Thursday 11 July 2013


Book review: The Trader of Saigon by Lucy Cruickshanks

My edition: Hardcover, published on 4 July 2013 by Quercus, 336 pages.

Description: In the chaos and corruption of post-civil war Vietnam, three seemingly unconnected lives are brought together in greed, fear and hope.

As a US Army deserter, Alexander is a man without country; stuck in a life he no longer controls and embroiled in the dark business of trading women. His latest victim is Hanh, a poor rural girl living in Hanoi who dreams to escaping the inevitability of an impoverished future and for whom Alexander’s arrival seems like the answer to a prayer. Neither of them has ever met Phuc - a Vietnamese businessman who backed the wrong side in the war and is now unable to pay his financial and political debts to the Party. But his struggles are about to change both their lives.


The Trader of Saigon is a beautifully atmospheric novel, that tells the story of a few seemingly unconnected people whose lives become intertwined through bad fortune and sheer desperation in a disordered post-war Vietnam.

The novel starts with Alexander, who is a US Army deserter but for the sake of his safety and blending in he pretends to be a Russian. He is the trader of Saigon the title refers to and his trade is unfortunately not something innocent like spices or even information. No, he trades people. Young women, to be exact. He lurks in dark bars looking out for his next target and through sweet-talking he manages to grab them in his clutches to sell on through a man who calls himself "The Herder". Despite the Herder's more than seedy intentions, Alexander tells himself he's doing the young women a favour by taking them off the streets and finding them a job or a husband.

15-year-old Hahn lives with her sick mother in a rural area outside of the city. Every day she uses her bike to get into the city for her job, she sits outside of a restroom that's little more than a hole in the ground and collects the customers' money for her boss who has yet to actually pay her any wages, and on top of that she also works in the rice fields. Anything to earn a little money so she can buy the medicine she desperately needs for her mother, but even with two jobs and the little rations she's given, she barely gets by.

Phuc used to be a successful and rather rich businessman, selling fish to the good restaurants and making quite a name for himself and his family. But after the war he is a target for the government because his fish often ended up on the plates of the rich Americans and they believe that therefore he is traitor. Now without a steady job or income, and most of the time fearing for his life, Phuc is barely able to support his family. He's lost all dignity and is desperate to change his bad fortune around.

The characters weren't particularly likeable but I think that only heightened the sense of realism in the novel. Post war the cities and villages are still in a state of chaos and the people are traumatised, frightened and live in extreme poverty, unless they're willing to participate in corruption and other illegal activities.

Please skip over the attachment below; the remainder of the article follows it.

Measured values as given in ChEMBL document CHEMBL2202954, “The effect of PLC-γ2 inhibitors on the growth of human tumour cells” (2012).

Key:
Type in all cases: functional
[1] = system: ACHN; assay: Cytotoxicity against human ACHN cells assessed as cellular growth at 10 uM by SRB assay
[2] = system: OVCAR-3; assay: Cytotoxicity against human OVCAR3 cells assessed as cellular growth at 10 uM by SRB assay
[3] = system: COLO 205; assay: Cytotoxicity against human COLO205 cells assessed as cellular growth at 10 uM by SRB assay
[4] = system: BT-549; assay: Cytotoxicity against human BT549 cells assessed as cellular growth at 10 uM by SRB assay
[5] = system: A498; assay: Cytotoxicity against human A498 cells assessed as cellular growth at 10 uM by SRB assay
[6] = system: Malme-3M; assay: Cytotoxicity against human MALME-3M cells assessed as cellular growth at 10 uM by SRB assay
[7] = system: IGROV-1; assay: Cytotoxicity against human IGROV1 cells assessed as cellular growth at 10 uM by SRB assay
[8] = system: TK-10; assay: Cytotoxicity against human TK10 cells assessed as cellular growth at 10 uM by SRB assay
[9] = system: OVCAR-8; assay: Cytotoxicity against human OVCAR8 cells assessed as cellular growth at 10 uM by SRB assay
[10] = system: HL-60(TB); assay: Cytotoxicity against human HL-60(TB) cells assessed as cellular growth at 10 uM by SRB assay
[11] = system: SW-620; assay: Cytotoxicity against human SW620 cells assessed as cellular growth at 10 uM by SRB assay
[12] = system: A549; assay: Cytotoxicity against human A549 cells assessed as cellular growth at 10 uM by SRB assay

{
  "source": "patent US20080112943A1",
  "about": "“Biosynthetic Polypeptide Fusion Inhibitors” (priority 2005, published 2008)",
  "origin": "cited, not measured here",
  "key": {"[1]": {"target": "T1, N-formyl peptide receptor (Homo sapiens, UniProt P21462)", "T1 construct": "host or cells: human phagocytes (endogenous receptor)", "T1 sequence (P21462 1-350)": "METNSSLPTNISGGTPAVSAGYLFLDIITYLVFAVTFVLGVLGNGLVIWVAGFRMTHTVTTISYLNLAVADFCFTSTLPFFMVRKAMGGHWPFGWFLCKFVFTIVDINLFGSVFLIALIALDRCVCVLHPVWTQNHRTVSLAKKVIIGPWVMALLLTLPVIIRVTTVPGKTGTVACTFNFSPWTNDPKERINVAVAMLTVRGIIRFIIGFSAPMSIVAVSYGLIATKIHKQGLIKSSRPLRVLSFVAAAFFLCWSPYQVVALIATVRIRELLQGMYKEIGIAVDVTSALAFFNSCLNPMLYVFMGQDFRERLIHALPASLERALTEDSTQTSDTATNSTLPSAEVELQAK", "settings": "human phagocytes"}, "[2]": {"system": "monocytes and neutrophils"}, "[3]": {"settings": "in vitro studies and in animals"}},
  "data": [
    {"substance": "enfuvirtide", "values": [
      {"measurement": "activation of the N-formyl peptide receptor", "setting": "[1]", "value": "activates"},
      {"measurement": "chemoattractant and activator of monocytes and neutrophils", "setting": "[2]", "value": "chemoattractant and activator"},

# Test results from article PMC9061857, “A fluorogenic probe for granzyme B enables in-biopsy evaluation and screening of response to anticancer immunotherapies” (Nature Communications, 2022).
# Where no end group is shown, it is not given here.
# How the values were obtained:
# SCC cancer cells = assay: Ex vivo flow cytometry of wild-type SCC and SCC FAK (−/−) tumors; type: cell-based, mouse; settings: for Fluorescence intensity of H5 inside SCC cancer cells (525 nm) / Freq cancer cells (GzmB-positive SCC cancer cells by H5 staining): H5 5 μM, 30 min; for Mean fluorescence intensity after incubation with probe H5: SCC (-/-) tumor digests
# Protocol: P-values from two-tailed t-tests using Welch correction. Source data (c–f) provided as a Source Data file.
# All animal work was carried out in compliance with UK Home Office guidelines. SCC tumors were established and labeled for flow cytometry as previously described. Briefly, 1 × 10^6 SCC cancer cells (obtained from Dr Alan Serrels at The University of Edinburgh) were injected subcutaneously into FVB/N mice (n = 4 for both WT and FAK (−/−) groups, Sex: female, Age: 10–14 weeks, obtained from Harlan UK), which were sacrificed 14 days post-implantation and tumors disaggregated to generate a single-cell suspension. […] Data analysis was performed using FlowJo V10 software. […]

Alexander who thinks quite highly of himself and his job turns out to be a coward hiding from the failures in his past and he is unsure of where he belongs in the world, if anywhere at all. And even Phuc, who seems like an honest and hardworking family man, is eventually tempted to gamble away that was is most important in his life. While he never intends to keep his end of the bargain, the trick he plays with another innocent life is possibly even worse. It shows that anyone is willing to forget his or her morals when desperate enough.

I'm amazed that someone who hasn't personally lived through the Vietnam war, and the years directly after, is able to describe the setting so accurately and with so much detail. I have never been to that part of the world and admit I know little about the country, or even the war other than the tainted picture shown to me in American media, but after reading The Trader of Saigon I feel like I've visited Vietnam, walked the dirty and dusty streets, wandered through the endless rice fields and can even describe the rancid smells lingering in the humid air.

My only gripe with the novel is that it is too short. As soon as I opened the pages I found myself transported to the hot and filthy streets of Vietnam with the help of author Lucy Cruickshanks' beautiful descriptions and while it certainly isn't a jolly place to be, it is an extremely fascinating one to read about. But too soon I found myself returning to the here and now because it had already finished. Don't get me wrong, Cruickshanks manages to tell the complex and intricate story well and the pace doesn't feel too quick at all, but her atmospheric writing and detailed descriptions of the post-civil war country simply leaves me wanting more.

Purchase your copy now from,, Waterstones or your own preferred retailer.

Many thanks to Quercus for providing me with a copy of the novel in exchange for an honest review

Would you like to know more about author Lucy Cruickshanks and/or let her know how much you love her books? You can find her online in the following places:

Twitter: @LJCruickshanks


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